Treadmill Walking Speeds Up Cognition in MS

Damian McNamara

October 11, 2018

BERLIN — A regimen of 12 weeks of treadmill exercises was associated with improvements in cognition in a small study of patients with multiple sclerosis (MS).

Researchers also reported this amount of exercise was associated with statistically significant improvements in information processing speeds on the Symbol Digit Modalities Test (SDMT).

Compared to baseline, "a four-point improvement on the SDMT suggests not only a statistically significant change, but that the improvement is clinically meaningful," Iris-Katharina Penner, PhD, of the Department of Neurology at the Heinrich-Heine-University and director of the COGITO Center for Applied Neurocognition and Neuropsychological Research in Düsseldorf, Germany, said.

It is "important to see a real translation to a benefit for our patients," Penner added.

The findings were presented here at the 34th Congress of the European Committee for Treatment and Research in Multiple Sclerosis (ECTRIMS) 2018.

Cognitive Impairment Common

Major neuropsychiatric symptoms of MS, such as fatigue, depression/anxiety, and cognitive deficits, are highly prevalent and have "a large impact on the quality of life for our patients," Penner said.

Other researchers have estimated that 71% of people with MS experience cognitive difficulties. The results are based on surveys of more than 16,000 MS patients.

The rationale behind nonpharmacologic approaches, such as cognitive training or exercise, is that "they all try to support neuronal rewiring and try to translate connectivity changes into improvement of function," Penner said.

"This exercise topic is not without controversies," however, she said. Some previous studies support the benefit of exercise, but other studies do not show a positive effect on different cognitive domains.

"We need clinical trials of higher methodologic quality," Penner said. "There is a huge variability in studies in dose of the treatments. Nothing in the literature can help us know what is the dosage we need to help the brain reconnect and to show effects on function of the patient."

Behavioral Outcomes Improved

Enrollment for the study is ongoing; this analysis included 55 participants with MS. A total 15 participants completed 12 weeks of the treadmill walking intervention; 18 completed cognitive training using the BrainStim program on a computer; and another 22 completed a combination.

Penner presented the behavioral outcomes for an initial 32 participants. This cohort included 25 women (mean age, 47 years).

Penner and colleagues assessed the impact of exercise by comparing PDQ-20 scores at baseline and at week 12. Changes in SDMT scores were tracked to assess processing speed. They performed a comprehensive neuropsychological assessment before and after the intervention.

First analyses of the 32 patients with complete data indicate a significant improvement in both primary outcomes across all three training groups: PDQ-20: z = 3.093,P = .002.

These findings are supported by strong effect sizes for both measures: PDQ-20, d= 0.961; and SDMT, d= 0.692.

Evaluation of PDQ subscales showed significant improvements on attention and concentration, retrospective memory, and prospective memory (for each, P < .05).

Exercise and cognitive training are recommended early in disease course to derive benefit from still existing functional networks, Penner said.

Exercise and Cognitive Training

The research is ongoing, and the investigators plan to also assess secondary measures such as fatigue, quality of life, depression/anxiety, MRI and functional MRI findings, and more.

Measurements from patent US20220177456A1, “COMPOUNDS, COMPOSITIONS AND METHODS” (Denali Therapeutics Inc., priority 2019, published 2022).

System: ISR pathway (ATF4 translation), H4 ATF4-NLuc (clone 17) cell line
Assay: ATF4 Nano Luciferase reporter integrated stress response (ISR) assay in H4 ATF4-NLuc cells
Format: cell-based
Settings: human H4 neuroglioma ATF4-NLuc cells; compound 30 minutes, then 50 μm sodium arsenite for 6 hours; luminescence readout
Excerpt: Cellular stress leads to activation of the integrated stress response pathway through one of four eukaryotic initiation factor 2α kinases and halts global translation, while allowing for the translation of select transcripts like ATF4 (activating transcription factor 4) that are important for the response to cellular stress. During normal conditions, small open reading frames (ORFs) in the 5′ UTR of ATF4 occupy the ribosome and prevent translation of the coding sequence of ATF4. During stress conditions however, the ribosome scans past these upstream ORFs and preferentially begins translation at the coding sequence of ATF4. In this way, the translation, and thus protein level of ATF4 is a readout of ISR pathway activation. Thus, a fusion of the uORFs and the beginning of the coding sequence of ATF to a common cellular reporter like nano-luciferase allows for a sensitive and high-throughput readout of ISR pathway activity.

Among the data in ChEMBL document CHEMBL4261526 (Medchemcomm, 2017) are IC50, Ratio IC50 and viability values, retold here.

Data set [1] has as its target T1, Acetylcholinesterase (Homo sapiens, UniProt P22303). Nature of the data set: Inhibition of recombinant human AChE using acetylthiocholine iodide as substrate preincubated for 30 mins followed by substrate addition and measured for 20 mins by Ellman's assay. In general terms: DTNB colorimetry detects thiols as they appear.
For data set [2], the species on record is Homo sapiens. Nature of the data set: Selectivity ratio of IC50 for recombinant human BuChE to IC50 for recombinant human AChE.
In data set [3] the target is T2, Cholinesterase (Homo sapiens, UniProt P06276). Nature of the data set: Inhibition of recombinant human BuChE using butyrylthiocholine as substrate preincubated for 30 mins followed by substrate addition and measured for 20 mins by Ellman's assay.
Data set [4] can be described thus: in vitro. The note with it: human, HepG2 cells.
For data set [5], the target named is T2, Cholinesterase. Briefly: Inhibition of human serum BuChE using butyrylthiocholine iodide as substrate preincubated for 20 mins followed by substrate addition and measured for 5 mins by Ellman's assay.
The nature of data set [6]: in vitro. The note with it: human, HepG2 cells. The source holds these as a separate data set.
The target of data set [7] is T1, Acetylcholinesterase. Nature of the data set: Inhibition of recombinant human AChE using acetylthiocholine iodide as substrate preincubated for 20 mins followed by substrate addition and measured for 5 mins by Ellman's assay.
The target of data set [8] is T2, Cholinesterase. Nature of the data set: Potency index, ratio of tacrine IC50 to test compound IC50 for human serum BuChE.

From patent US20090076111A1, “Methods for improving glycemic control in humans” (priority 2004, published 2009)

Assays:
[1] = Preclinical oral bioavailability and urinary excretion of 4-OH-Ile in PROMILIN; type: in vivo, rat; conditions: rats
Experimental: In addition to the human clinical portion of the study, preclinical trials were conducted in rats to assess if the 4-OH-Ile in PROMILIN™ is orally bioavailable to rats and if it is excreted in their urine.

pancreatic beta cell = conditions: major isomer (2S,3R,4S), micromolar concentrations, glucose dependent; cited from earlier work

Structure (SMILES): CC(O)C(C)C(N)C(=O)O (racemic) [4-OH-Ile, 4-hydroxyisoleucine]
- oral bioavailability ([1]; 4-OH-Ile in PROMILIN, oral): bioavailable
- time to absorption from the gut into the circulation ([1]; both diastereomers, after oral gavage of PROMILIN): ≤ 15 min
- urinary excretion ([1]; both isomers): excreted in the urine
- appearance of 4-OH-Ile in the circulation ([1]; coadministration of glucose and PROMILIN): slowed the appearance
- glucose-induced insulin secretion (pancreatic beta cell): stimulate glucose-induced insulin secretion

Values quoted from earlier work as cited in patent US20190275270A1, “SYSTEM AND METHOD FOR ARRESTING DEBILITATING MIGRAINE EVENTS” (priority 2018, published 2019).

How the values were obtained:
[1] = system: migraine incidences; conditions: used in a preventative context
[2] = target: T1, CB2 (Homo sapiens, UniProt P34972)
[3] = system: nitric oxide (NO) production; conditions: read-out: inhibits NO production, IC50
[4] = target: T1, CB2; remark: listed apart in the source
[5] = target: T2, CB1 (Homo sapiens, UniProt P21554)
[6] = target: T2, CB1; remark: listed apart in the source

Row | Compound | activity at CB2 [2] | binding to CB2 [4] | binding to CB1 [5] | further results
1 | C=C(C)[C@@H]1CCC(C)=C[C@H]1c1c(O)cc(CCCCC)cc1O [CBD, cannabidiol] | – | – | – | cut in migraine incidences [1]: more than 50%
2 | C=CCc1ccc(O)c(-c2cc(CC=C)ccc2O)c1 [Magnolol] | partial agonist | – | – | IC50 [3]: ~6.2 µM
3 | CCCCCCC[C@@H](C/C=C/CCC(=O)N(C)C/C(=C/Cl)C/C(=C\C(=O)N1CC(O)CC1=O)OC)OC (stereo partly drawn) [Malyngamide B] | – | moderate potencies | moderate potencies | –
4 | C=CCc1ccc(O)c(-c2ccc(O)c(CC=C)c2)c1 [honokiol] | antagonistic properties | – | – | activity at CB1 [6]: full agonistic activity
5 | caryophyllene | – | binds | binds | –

A meeting attendee asked whether the effects were sustained over time. Penner replied they have 6 months of follow-up data that they are still analyzing.

Another attendee asked how disabled the MS patients were in the current study. Penner and colleagues only included ambulatory patients with an Expanded Disability Status Scale score of 4.0 or less because the study required that patients go to the gym on their own.

A concern was raised by a third meeting attendee regarding the lack of a control group in the study. "If we train people on any task for 12 weeks, they will improve," he said.

"You are right, but it is difficult to conduct those kinds of studies [with exercise]," Penner said. "We were happy to include as many patients as we could with follow-up up to 1 year." She added, "We want to improve our patients, so I probably don't need a healthy comparison group."

"There are several studies now that show exercise improves cognition," session comoderator Dawn Langdon, PhD, reader in neuropsychology, Royal Holloway at the University of London, told Medscape Medical News when asked to comment.

"For a long time, all the exercise data were self-reported cognition outcomes, which you can't really rely on," she said. "But over the last few years, there are a good handful of exercise studies showing there is cognitive improvement. This fits into the trend."

Exercise studies are very hard to blind because patients know whether they are engaging in exercise or not, and this is a potential limitation, Langdon said.

The only other problem, a weakness of the study, was lack of a control group, she said. "Was it just that the patients felt better because they liked the attention? They were coming in for all these visits." A lack of a comparator group raises the possibility of multiple confounders, she said.

Teva supported this study. Dr Penner has received research support from Teva as well as honoraria for speaking at scientific meetings, has serv ed on scientific advisory boards, and has engaged in consulting activities. Dr Langdon has disclosed no relevant relationships.

34th Congress of the European Committee for Treatment and Research in Multiple Sclerosis (ECTRIMS) 2018. Abstract 94, presented October 10, 2018.

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